by John Knutson, M.D.
Contact dermatitis is a term used to describe rashes that develop after direct skin exposure to certain substances. The vast majority of these reactions are irritant reactions caused only by the irritating nature of the substance. About 20% of contact dermatitis reactions are, however, based on a true allergic reaction to the substance. These allergic reactions can be quite severe and cause great discomfort. It can sometimes be quite difficult to identify the inciting substance. A thorough history with physical examination and screening allergy patch skin testing is often required to properly identify the substance so that careful avoidance can be undertaken.
After the initial contact with the allergenic substance, the rash that develops is typically delayed by several days. With subsequent exposure, the rash develops much more rapidly, usually within 12 to 24 hours. The skin becomes red, itchy, swollen, and often blisters develop. Scratching the skin or breaking open the blisters will not spread the rash. Once the affected skin is washed, the rash is not contagious.
Across the U.S., plants from the Rhus group cause more cases of allergic contact dermatitis than all other substances combined. These plants include poison ivy, poison oak, and poison sumac. The leaflets of the poison ivy and poison oak plants often grow in groups of three, giving rise to the warning, “Leaves of three, let them be!”
A number of other plants in Arizona can cause allergic contact dermatitis, including oleanders which are grown as hedges in desert cities. Several weeds, including ragweed, sage, and mugwort, have been implicated. Nickel, found in jewelry, zippers, snaps, belt buckles, and wristwatches, is a very common cause of contact dermatitis. Chrome and mercury are also metals that can cause an allergic reaction. Dyes, perfumes, eye shadow, nail polish, sunscreens, as well as antibiotic creams and other medications, can also cause allergic contact dermatitis.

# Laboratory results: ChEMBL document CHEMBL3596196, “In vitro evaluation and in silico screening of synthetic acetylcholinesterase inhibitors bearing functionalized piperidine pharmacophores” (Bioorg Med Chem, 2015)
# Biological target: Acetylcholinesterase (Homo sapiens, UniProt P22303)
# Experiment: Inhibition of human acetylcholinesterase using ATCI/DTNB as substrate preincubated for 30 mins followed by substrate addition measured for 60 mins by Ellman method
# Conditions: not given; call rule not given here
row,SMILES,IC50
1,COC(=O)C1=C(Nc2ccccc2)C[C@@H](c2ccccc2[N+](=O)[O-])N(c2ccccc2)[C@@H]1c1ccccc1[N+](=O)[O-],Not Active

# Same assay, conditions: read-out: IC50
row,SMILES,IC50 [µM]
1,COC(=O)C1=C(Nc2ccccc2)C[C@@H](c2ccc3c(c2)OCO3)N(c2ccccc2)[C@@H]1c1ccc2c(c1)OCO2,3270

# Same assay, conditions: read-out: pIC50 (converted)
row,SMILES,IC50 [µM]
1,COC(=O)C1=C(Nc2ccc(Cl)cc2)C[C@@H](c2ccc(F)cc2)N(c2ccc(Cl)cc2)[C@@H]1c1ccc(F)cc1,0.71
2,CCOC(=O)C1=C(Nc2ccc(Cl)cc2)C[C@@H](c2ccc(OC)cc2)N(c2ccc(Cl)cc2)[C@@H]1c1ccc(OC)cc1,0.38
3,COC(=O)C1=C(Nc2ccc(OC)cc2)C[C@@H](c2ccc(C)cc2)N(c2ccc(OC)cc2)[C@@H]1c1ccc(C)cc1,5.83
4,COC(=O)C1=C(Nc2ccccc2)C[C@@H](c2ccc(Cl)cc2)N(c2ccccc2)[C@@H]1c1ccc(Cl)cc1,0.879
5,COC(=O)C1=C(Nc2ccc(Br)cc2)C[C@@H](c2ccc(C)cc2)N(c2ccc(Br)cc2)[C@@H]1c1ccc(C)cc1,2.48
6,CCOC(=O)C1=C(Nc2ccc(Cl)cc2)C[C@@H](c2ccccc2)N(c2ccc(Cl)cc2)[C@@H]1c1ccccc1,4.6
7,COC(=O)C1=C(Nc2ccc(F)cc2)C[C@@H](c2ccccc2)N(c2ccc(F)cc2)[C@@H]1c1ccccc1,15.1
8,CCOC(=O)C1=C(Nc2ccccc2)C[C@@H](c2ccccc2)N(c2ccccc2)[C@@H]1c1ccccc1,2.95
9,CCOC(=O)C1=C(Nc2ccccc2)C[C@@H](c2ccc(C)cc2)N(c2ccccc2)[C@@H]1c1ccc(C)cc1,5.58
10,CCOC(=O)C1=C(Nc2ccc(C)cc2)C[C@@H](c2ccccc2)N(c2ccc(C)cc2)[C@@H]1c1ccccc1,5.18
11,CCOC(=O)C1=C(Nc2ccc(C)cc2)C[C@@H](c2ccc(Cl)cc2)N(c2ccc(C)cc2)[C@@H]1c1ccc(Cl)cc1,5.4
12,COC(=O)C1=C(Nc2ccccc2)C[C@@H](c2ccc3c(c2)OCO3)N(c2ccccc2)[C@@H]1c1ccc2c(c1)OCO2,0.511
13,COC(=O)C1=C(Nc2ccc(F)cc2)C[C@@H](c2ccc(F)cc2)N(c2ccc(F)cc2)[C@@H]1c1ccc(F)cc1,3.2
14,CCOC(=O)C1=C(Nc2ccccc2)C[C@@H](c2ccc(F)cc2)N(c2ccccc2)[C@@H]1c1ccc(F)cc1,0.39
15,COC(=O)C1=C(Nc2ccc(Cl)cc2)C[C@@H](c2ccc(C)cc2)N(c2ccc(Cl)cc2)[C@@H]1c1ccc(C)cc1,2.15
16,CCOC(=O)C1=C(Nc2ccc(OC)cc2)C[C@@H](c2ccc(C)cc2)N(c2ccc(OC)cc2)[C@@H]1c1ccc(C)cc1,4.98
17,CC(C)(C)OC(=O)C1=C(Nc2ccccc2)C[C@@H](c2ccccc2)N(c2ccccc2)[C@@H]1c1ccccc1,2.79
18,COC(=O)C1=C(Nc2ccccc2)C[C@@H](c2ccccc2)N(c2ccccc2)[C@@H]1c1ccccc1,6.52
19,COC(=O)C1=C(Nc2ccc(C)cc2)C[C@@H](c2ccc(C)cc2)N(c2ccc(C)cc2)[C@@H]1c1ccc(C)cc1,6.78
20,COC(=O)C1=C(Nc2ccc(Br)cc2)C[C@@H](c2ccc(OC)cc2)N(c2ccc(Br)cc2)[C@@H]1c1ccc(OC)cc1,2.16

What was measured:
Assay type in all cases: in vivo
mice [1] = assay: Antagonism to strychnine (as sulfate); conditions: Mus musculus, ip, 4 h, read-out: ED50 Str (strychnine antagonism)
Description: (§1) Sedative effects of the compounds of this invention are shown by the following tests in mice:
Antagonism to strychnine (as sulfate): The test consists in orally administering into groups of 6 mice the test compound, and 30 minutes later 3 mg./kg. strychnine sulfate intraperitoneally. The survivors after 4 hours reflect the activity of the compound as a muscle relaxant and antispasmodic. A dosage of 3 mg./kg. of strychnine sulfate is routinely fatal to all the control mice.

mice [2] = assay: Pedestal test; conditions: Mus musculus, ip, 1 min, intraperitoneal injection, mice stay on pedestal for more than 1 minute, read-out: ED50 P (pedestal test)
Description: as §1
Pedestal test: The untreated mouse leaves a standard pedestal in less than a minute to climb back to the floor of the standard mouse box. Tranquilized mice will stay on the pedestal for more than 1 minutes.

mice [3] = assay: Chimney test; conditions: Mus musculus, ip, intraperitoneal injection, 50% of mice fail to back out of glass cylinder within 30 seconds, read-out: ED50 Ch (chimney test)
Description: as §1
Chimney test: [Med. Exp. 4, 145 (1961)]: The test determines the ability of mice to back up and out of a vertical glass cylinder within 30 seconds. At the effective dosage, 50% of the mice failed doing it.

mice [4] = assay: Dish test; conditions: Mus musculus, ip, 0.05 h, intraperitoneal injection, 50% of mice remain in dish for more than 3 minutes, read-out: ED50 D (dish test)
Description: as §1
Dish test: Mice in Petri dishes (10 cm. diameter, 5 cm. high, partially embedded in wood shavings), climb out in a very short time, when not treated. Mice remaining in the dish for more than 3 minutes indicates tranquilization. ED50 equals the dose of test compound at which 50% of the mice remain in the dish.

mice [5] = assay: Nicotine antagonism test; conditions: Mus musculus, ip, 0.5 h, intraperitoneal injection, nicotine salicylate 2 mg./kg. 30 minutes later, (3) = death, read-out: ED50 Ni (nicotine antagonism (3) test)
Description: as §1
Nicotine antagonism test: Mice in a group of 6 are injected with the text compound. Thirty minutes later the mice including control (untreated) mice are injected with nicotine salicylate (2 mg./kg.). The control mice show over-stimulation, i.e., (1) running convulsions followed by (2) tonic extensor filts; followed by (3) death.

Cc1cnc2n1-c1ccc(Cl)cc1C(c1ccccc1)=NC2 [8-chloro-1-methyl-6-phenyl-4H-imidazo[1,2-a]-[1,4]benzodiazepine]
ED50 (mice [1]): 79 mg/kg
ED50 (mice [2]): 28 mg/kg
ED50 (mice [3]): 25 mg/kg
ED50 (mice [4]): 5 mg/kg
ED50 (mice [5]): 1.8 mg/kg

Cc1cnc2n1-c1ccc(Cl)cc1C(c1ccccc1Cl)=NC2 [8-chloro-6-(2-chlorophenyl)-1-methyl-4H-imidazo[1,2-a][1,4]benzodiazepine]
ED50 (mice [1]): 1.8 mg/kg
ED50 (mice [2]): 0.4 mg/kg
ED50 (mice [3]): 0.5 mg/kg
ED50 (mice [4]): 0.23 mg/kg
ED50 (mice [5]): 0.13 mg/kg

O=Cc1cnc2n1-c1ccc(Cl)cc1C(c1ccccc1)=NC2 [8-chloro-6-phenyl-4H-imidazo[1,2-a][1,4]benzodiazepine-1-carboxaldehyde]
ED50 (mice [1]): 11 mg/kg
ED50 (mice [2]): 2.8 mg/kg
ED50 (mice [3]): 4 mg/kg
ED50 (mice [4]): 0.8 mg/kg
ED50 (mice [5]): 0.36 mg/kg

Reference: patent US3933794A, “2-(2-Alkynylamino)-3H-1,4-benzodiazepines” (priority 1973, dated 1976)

Avoidance of substances known to cause allergic contact dermatitis is very important. Protective clothing such as long sleeves and gloves can be worn to reduce exposure. Barrier creams (several are available) can also be effective in preventing contact. If one does have contact with such a substance, it is important to wash the skin with soap and water as soon as possible. It is also important to wash clothing and other articles which have been in contact with the substance since many resins will bind to these objects. Wet cool compresses can soothe the skin and antihistamines can help somewhat with the itchiness. The most effective treatment is corticosteroids. For mild reactions, non-prescription hydrocortisone cream can be useful. For moderate and severe reactions, prescription strength creams and oral cortisone pills are often necessary. Unfortunately, there is not an allergy shot that has been found to be effective in preventing allergic contact dermatitis.
Posted in: Dermatitis